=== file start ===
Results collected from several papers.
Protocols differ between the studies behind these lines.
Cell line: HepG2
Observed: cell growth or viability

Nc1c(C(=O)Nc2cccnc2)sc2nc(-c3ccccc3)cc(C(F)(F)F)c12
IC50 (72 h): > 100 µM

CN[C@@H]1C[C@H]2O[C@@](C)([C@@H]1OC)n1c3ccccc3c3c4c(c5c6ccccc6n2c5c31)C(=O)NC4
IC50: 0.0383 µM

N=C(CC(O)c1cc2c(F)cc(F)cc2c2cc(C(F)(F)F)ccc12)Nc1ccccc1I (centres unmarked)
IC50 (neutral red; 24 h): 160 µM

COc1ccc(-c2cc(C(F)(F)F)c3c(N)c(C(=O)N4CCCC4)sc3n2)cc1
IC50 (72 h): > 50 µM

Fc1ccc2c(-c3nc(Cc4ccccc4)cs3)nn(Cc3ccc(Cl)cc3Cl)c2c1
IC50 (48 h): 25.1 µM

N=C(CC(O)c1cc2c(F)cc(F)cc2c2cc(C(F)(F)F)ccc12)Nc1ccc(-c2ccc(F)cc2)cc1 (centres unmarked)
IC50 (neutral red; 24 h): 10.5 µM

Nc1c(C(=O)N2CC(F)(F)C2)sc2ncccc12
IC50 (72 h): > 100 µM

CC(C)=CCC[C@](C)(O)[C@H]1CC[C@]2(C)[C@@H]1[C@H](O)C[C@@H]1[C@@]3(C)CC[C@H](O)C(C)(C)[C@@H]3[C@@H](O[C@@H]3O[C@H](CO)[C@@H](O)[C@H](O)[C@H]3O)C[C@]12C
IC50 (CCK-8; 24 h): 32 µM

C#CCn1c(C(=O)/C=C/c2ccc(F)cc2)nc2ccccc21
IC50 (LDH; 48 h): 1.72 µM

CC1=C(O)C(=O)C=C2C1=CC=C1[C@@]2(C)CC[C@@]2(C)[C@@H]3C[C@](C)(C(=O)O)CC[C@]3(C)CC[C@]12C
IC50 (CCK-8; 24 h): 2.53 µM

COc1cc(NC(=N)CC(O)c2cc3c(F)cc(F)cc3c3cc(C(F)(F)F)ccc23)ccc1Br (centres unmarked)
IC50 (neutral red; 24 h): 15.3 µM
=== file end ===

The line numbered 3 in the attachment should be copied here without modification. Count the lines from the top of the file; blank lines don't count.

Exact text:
Cell line: HepG2